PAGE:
Aaarrrggh!!!!! How in the world did it get to be February already? I'm feeling a little cheesy (do people still say that?) because it's been a while since I posted any links to other interesting blogs and posts that I have seen on the Internet.
For the record, if I ever let you down again, make sure you head on over to Randy Seaver's Genea-Musings (you do read Randy every day, right?) and check out his best of the week's post that he usually runs Mondays or Tuesdays. This week's entry (http://randysmusings.blogspot.com/2008/01/best-of-genea-blogs-january-20-26-2008.html) mentions Kimberly Powell's post at About.Genealogy.com entitled “10 Top Web Sites for African-American Genealogy” (http://genealogy.about.com/od/african_american/tp/best_sites.htm) which I had tapped as a must read also. Funny, I had actually just visited three of the Web sites she mentions in her post. Great minds?
As promised, Denise Olsen of “Family Matters” talks more about what a Skype account can do for the family genealogist — and anyone else who might be interested in talking with up to 10 people at once. Check this out at her post at http://moultriecreek.us/family/2008/01/26/research-toolbox-skype-account/. I want some time to play around with this one.
OK, this is an older post, going back to December 31, but I like it so much, I am printing it out and hanging it on my bulletin board as a reminder. On Juliana's “24/7 Family History Circle,” she posted “Avoiding Assumptions” by Michael John Neill at http://blogs.ancestry.com/circle/?p=2152. I won't tell you how many of these assumptions I would have to plead guilty to in the past, but I'm betting some of you will be shaking your heads in agreement when you read what Mr. Neill has to say. Good stuff!
My friend, Terry Thornton, of “Hill Country of Monroe County, Mississippi” had a good week last week. It seems he broke an existing record for the number of readers and number of pages read in one day, which he blogged about of course, http://hillcountryofmonroecountry.blogspot.com/2008/01/thanks-from-hill-country.html. You probably realize that I love a good Civil War story, and Terry linked us to two of them on his Martin Luther King Day post, “Hill Country Unionism: Civil War Revisited”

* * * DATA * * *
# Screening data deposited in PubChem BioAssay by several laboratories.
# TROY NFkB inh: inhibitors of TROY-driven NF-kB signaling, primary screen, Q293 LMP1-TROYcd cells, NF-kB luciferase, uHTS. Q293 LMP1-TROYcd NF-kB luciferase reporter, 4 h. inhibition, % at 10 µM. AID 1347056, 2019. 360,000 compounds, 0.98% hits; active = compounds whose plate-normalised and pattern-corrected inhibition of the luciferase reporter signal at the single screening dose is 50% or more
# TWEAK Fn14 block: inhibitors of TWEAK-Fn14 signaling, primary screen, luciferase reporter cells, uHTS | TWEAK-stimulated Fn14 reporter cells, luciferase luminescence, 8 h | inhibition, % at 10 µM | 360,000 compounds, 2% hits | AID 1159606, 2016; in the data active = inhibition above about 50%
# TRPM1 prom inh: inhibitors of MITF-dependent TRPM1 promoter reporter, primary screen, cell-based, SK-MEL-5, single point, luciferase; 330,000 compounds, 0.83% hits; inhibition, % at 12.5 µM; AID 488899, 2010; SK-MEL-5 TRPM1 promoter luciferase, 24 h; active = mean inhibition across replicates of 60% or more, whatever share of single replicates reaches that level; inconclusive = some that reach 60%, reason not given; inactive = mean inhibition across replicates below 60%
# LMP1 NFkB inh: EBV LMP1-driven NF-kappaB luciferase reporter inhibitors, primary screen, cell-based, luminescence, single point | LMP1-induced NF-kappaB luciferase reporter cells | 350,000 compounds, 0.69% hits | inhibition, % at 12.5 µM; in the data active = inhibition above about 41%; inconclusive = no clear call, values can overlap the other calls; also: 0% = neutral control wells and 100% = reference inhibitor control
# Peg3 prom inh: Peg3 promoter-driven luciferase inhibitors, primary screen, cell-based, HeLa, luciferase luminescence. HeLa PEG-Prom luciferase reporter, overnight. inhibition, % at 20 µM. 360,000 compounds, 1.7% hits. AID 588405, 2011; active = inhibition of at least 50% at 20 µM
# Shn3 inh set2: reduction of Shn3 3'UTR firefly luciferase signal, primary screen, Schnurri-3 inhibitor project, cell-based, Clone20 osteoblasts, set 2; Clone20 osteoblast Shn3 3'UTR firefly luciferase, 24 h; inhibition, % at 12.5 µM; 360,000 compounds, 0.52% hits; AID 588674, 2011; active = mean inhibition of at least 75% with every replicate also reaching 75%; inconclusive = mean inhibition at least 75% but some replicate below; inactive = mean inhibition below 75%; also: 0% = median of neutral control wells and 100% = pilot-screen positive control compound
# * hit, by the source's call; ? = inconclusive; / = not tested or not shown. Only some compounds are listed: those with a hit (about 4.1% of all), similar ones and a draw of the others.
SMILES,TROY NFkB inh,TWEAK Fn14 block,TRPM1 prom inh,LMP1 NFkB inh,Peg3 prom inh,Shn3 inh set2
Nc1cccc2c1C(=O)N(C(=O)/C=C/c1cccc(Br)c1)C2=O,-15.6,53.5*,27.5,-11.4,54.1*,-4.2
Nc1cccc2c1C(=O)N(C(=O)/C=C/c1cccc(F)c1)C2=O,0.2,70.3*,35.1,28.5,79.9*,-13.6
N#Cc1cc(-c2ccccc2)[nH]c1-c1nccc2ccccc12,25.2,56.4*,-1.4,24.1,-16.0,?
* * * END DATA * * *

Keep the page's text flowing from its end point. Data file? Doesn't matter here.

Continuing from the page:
OK, I don't usually do this, but there's a really good piece that Thomas MacEntee wrote for the 41st Edition of the Carnival of Genealogy. I know. I know. I should wait until the Carnival is posted. But this entry is funny, it's touching and I loved it! If you don't want to wait until the Carnival either, you can read it here at “Destination: Austin Family,” http://destinationaustinfamily.blogspot.com/2008/01/dinner-of-remembrance.html. Thomas really writes some great pieces. He's on my must read list for sure.
Finally, I wanted to mention two local blogs that you should stop in and give a read.
If, like most genealogists you also have a love of history, you will be interested in knowing that Sandusky Library Archives Research Center and Follett House Museum has a blog (http://sanduskyhistory.blogspot.com/) devoted to Sandusky and Erie County History. Showcasing the material of their local history collections, the blog is rich in historical content. I have to admit I'm a little jealous of those working in a place with such an abundance of interesting treasures — it must be like having Christmas every day! (Thanks Dorene for the nice note and the link!)
The last blog that I want to mention is Derek Davey's “Genealogy — Northwest Ohio.” Derek brings a lot of meat to the topic of Northwestern Ohio research. He has posted information helpful to researchers in various counties of Northwest, Ohio. He did a series of recent posts, for example, on resources in Williams County. He also, check this out, takes brick wall problems from readers, researches them and then posts his results, usually on his Saturday postings. If you have a brick wall you'd like some advice on, Mr. Davey is your man. You can read his blog at http://nwogenalogy.blogspot.com/. He also has blogs for northeast Ohio and southeast Michigan.
As usual, there is more than enough good reading to go around.
Until Next Time — Happy Ancestral Digging!
Note this post first published online, February 1, 2008, at Desktop Genealogist Blog at The News-Messenger Online http://www.thenews-messenger.com/apps/pbcs.dll/section?Category=BLOGS02
More on Find A Grave Memorials and My Family Tree
11 hours ago